Awesome work, man! I've been wanting to get into this hobby myself. If you don't mind me asking, can you suggest any resources for learning this craft? Keep up the good work!
Okie Doke, sorry for my delay, yesterday ended up getting a crack on with scoring the bricks on the huge back wall exterior, today I'll be starting to weather them ready for its prime coat of paint, will post pics of how it's looking so far.
OK as for the tips and tricks on some dio building for you
The first few dios I made were standard L shaped ones which basically were the back wall and the floor, heres a couple of examples
This one was my first ever for my arkham city figures, I had never even heard of foam core/foam board at this point so it's mainly built up from cardboard boxes, fablon and the bricks I just printed out and glued on.
This one for my neca terminator figures, wanted to make the tech noir battle scene, 2 pieces of wood, one for the back and one for the floor, the left hand side was just some mesh fencing I got from wilkos (like a hardware store in uk) and decorated with fablon, corrugated cardboard and a few small cardboard boxes covered in more fablon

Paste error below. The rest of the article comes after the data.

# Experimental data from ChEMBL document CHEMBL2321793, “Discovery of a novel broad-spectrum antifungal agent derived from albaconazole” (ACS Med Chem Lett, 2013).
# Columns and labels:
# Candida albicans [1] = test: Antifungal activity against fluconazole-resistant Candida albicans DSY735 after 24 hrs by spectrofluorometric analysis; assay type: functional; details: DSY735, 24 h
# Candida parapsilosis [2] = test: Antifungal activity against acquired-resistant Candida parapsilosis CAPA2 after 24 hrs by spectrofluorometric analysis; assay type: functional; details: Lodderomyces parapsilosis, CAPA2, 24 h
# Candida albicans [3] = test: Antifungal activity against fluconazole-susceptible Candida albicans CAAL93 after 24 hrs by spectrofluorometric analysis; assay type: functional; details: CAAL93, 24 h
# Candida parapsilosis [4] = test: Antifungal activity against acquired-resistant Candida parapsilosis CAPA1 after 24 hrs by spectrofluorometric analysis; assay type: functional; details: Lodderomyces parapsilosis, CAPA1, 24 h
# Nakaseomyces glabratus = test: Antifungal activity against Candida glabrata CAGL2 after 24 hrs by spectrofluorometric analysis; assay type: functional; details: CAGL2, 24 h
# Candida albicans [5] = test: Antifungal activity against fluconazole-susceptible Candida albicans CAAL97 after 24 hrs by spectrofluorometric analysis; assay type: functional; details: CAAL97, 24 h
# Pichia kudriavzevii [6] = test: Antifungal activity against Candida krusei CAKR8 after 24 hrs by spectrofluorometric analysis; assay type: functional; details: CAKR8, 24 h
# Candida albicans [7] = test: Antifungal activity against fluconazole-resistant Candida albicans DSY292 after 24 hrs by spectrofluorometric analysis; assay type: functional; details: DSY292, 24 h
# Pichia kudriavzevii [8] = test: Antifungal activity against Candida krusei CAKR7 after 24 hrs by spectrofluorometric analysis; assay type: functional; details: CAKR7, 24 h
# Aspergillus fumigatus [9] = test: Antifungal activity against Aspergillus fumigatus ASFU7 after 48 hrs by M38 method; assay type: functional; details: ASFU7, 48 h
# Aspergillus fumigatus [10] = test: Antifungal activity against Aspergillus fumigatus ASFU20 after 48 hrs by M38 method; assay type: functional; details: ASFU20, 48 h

This was my first ever foray into foam board carving, I think you guys in the states call it foam core. I built this for my stepsons ninja turtle figures as you can see, up to making the ghostbusters firehouse this one was the most ambitious and I had a lot of trial and error in making it, one type of glue I tried using totally melted the foam board do to its chemical reaction and I nearly cried as it was all at the point where I was fixing it all together lol, luckily managed to save it!
This was my second go at foam core/board for my own neca collection of turtles, again made from 2 pieces of wood, 1 for the back wall, one for the flooring, attempted making this look like the rooftop scene from one of the comics. used more bits of wood to make the top parts of the buildings and lolly sticks to make the knackered looking windows.
Here is a pic of the work in progress on the big back wall of this firehouse pre paint to give you an ide on process before painting
OK the foamboard you can see here basically comes in packs of 10 and I usually get mine from amazon in A3 size but because this fire house is so damn huge I bought a pack of 10 A1 boards off ebay. They basically come with a paper cover on both sides which you need to peel off so you can get to the foam underneath. Some brands of foam board (my A3 boards) need soaking in hot soapy water for about 20-30 mins and then it just peels right off, the A1 foam board just peeled off easily without messing about.
To do bricks is simple, just figure out your pattern e.g 10mm high x 30mm wide, mark out your horizontal lines first with a bog standard biro, sometimes I score it as I go on small walls but for bigger stuff I tend to draw on the markings first and go over them afterwards. Once you've marked out your horizontal lines you can do the vertical ones and then using the same biro you can start to score them so the bricks become 3d.